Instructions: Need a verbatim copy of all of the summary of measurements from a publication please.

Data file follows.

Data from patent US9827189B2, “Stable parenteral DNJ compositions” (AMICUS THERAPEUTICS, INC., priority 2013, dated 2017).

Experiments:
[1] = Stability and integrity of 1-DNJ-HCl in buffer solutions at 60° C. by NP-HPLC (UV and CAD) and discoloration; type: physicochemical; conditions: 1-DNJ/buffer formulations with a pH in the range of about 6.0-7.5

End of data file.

Data from patent US9827189B2, “Stable parenteral DNJ compositions” (AMICUS THERAPEUTICS, INC., priority 2013, dated 2017).

Experiments:
[1] = Stability and integrity of 1-DNJ-HCl in buffer solutions at 60° C. by NP-HPLC (UV and CAD) and discoloration; type: physicochemical; conditions: 1-DNJ/buffer formulations with a pH in the range of about 6.0-7.5